S51 Aerosol and Cloud Interactions over South America During the Next Century

Sunday, 6 January 2019
Hall 4 (Phoenix Convention Center - West and North Buildings)
Charley Fite, University of North Carolina at Charlotte, Charlotte, NC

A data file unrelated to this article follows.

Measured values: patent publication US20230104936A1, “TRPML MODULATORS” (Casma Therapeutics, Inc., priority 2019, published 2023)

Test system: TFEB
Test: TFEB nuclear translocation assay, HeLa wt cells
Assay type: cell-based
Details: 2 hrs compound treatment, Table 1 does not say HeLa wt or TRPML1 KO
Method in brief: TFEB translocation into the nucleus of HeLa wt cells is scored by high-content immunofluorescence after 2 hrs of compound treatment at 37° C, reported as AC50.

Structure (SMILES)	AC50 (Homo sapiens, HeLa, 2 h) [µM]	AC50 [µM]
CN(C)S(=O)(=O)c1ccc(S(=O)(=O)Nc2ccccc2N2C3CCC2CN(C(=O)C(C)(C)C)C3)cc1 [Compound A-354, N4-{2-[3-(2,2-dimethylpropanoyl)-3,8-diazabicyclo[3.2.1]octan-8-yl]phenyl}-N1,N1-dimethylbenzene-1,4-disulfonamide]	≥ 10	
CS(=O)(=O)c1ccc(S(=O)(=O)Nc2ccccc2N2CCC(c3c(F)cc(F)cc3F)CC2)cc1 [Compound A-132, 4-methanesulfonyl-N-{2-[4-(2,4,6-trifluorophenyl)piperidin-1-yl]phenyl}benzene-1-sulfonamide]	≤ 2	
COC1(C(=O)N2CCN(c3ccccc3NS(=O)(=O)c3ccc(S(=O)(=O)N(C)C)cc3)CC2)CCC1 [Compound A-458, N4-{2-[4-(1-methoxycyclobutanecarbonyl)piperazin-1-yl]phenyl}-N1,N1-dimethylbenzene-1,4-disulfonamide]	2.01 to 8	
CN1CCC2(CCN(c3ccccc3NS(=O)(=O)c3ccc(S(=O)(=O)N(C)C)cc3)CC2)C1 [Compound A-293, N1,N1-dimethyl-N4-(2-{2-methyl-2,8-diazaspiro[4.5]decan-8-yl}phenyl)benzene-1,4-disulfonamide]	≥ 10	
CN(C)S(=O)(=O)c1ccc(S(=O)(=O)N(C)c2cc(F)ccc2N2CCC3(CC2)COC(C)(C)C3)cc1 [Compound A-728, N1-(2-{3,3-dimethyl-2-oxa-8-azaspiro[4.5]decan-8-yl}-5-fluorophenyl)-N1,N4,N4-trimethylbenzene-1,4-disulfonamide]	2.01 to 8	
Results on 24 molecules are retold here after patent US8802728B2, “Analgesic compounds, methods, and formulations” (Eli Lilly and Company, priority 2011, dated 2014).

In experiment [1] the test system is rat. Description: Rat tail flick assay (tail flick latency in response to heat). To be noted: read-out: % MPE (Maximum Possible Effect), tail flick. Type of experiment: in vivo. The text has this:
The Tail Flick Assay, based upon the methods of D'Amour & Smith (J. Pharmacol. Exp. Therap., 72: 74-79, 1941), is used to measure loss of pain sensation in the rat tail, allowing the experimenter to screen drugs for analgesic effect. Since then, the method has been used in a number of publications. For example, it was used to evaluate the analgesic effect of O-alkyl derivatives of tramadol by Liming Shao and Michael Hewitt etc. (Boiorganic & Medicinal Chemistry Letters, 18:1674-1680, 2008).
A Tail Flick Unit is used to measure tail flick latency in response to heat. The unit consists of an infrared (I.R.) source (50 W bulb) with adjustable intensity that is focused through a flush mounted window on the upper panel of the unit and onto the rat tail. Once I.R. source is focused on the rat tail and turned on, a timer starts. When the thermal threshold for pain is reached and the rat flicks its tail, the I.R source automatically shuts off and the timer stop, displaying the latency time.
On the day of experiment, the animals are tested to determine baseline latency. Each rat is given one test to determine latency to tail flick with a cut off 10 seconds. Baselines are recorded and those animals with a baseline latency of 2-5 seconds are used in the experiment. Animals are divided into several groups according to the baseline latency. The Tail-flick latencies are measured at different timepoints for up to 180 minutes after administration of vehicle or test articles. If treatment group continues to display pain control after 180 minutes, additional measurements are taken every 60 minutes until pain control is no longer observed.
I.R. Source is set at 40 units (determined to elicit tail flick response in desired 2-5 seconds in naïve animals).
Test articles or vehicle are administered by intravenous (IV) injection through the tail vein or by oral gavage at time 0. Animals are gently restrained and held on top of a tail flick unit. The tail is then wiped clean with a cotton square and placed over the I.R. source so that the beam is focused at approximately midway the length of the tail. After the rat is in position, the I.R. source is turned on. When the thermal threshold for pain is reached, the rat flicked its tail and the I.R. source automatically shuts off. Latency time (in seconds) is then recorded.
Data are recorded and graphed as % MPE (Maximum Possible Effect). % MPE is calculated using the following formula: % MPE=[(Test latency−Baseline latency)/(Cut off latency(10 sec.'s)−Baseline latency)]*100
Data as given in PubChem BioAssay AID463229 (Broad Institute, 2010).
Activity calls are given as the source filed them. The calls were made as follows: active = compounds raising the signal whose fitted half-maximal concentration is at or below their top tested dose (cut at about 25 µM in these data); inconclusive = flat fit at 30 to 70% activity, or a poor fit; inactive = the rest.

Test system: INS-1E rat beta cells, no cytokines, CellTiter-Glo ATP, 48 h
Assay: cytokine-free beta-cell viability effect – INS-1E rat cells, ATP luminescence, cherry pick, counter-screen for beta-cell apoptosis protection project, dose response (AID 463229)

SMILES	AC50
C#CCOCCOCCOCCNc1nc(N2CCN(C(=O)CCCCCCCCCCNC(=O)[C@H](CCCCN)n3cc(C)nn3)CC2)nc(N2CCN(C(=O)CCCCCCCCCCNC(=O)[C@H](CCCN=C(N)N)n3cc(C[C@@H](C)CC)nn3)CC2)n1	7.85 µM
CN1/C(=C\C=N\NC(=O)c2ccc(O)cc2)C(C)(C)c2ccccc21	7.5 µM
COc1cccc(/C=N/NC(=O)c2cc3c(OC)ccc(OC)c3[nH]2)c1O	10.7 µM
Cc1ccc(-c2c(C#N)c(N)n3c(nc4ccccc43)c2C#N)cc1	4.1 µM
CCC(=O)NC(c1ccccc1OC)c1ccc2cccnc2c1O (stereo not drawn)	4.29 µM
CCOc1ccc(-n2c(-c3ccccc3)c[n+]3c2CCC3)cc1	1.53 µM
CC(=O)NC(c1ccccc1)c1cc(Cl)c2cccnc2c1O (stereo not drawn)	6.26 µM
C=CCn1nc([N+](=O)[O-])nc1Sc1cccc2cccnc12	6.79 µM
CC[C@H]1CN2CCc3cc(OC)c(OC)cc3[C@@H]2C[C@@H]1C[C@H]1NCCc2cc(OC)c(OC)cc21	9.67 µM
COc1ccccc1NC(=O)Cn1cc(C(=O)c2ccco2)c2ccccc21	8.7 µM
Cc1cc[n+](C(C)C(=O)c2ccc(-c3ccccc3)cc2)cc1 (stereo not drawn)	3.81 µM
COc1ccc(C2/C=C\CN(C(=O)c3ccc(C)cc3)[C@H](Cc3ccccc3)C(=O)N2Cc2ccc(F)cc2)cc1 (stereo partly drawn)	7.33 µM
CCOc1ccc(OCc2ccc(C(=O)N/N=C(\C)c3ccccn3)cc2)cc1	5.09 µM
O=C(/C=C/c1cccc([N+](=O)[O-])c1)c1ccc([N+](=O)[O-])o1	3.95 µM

Aerosols are tiny solid or liquid particulates that become suspended in the atmosphere and come from both natural or anthropogenic sources. Not only can aerosols act as the cloud condensation nuclei (CCN) needed for droplet growth, but they also can reflect or absorb solar or longwave radiation, altering the radiative budget and climate of the planet. Aerosol-cloud interactions are one of the highest areas of uncertainty in current climate models, and therefore it is important to understand potential implications an increase or decrease in aerosols could have during a changing climate. To address this question, this study investigates aerosol-cloud interactions using an average of thirty-three ensemble members in the Community Earth System Model – Large Ensemble (CESM-LENS) dataset to investigate increased aerosol burden that could occur over the Amazon Rainforest by the 2070-2079 decade. This model uses a RCP8.5 climate scenario to project a possible future in which humans do not implement climate policy to reduce fossil fuel emissions. Seasonal and decadal averages were used between the 2010-2080 period to investigate an increase in aerosol absorption that the model suggests will occur in the mid-levels over the Amazon due to increased biomass burning. Results indicate that a 70% increase in aerosol absorption could be expected in the mid-levels of the troposphere over the forest by the 2070-2079 decade, along with a 30% increase in CCN concentrations. Additionally, tests confirm that an increase in aerosols from biomass burning would correlate to an increase in aerosol transport aloft over the equatorial Pacific Ocean. Resultantly, a possible 6% increase in mid-to-high-level cloud fraction could be expected over the Amazon and Pacific Ocean, and could cause a reduction in solar radiation able to reach the surface by 10 W/m2, on average, during summer for the 2070-2079 decade.
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